It is 10 o'clock at night and Jack, 41, in his socks, rumpled collar and half-mast tie, ruefully sips home-made espresso from his newly acquired "real coffee" machine. Susan slumps exhausted under a blanket at the other end of their sofa and speaks softly: "I know it's not Jack's fault, but I have a lot of difficulty with him coming in so late. The other night the kids were stressed, I was stressed, I'd reached crisis point ... I walked out of the house and threatened to leave. I was serious. I felt alone, depressed ... almost suicidal. I drove to a friend and they gave me a glass of wine. When I came back, still in quite a bad mood ... we talked ... and I cried and I felt a little better. But I told Jack: the amount of effort I put into my day-to-day survival does not allow me any personal happiness. It's not a state I can sustain forever."
Jack and Susan's daily attempts to skate ahead of the cracking ice typify the lot of the dual-career parent in 1996 Britain. One day (if you're lucky and you've worked hard) you look round and find you've got all the things you want: a spouse you love, a vocation you enjoy, kids you adore, a community of friends, a house with a garden and mod cons like real coffee machines. You just lack three crucial ingredients to enjoy them: Time. Time. Time.
Psychologists call it "role strain" - the difficulty of juggling work and family commitments without snapping in two. Back in the Eighties "juggling" was cast exclusively as a women's problem. But now, as more and more mothers go back to work, and more fathers take on an active parenting role while at the same time working ever longer hours, men are said to be suffering from role strain too. If confirmation were needed, this week European Commission figures showed that Britons work the longest hours in Europe, with one in 59 people working more than 70 hours a week.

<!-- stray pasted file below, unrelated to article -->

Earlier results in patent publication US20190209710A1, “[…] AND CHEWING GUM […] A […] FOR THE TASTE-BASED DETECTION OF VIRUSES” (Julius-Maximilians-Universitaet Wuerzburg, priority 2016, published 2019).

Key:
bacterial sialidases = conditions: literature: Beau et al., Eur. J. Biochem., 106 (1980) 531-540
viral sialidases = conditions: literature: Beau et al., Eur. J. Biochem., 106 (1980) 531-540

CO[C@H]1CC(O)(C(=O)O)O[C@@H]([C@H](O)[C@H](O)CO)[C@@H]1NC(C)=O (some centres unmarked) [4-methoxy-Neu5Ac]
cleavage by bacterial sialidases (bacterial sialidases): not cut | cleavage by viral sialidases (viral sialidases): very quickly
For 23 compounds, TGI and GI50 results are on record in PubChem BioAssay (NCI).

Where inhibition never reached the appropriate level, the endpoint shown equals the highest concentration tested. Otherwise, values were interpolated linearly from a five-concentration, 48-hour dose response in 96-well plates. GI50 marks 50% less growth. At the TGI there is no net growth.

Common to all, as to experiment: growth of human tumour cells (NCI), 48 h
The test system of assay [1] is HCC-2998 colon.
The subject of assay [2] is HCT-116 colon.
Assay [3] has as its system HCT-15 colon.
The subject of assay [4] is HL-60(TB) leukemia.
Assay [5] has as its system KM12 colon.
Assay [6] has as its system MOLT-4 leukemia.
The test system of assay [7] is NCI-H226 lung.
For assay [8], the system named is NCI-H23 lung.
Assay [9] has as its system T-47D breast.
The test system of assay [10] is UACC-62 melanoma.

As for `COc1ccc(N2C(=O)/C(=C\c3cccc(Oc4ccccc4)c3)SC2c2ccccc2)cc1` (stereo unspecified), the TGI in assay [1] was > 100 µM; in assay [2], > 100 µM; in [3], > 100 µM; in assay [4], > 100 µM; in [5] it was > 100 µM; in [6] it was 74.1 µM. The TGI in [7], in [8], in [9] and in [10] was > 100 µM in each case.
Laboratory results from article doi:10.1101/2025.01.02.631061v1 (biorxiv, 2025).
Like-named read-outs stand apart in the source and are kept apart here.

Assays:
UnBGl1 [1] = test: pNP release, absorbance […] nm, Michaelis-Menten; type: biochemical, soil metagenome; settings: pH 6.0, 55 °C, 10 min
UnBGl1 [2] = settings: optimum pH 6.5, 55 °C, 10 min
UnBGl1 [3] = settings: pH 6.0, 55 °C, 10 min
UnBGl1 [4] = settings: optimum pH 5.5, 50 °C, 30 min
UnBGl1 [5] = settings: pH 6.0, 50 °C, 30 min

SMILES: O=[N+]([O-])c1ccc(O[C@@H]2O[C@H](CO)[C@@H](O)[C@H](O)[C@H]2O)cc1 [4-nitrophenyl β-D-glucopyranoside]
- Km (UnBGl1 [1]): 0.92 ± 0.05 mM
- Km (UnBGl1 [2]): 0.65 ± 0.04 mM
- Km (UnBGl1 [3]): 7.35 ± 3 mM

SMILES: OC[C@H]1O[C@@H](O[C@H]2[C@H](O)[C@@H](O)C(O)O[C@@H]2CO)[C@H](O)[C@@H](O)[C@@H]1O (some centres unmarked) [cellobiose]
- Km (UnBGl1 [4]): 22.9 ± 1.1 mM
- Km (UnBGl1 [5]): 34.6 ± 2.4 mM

This week also sees the release of a Hollywood comedy, Multiplicity, which taps into male role strain as a phenomenon of our time. The film stars Michael Keaton as Doug, a devoted father, married to Laura (Andie MacDowell), with an increasingly demanding job, which leaves him little time for either his wife or kids. Doug's hobby is golf, but how often does he get out on the course? "Never. Yup, never," he mutters. Doug describes his life as follows: "I feel guilty because I don't spend enough time with my wife and kids and then I get resentful because it feels like I should ... you know ... maybe get a little time for myself. It's like work is first, my family is a close second and I'm a distant third bringing up the rear."
When, on top of this, Laura decides to go back to work and asks Doug if he could help out a little more with the kids, he flips. "We just need a better schedule, then we'll be OK," he tells himself later. Laura is unconvinced: "We don't need a schedule, we need a miracle," she says.
Which is exactly what happens. Doug meets a wacky geneticist who offers to clone him. Very soon we have Doug 1, Doug 2 and Doug 3, with Doug 3 handling the domestic chores, Doug 2 going off to work and Doug 1 - who has now contracted himself out - living it up on a well-earned cruise. But just as
we think Hollywood has come up with the one special effect a stressed- out nation really needs, things start to go awry. Doug the worker becomes a hardened, nasty piece of work, domestic Doug becomes an effete, nurturing perfectionist, waxing lyrical about how to cling-wrap sandwiches and Doug 1, who is now completely franchised-out, returns from his boat trip to find the different Dougs at war and that he has become marginalised from his own life.
This disintegration will strike a chord with many men who feel themselves struggling to fulfil the multiple roles in their lives. As real-life Jack from London says: "When I head back to work after the weekend, I feel like I've been on an aeroplane, transported from one reality to another. I'm wrenched out of the bosom of the family and thrust into the hard-play of the battleground where I can't reveal any weakness. Then by the end of the week, when I'm killing without remorse, I've got to step over the threshold and become human again. It's an enormous stress to live such a fragmented existence."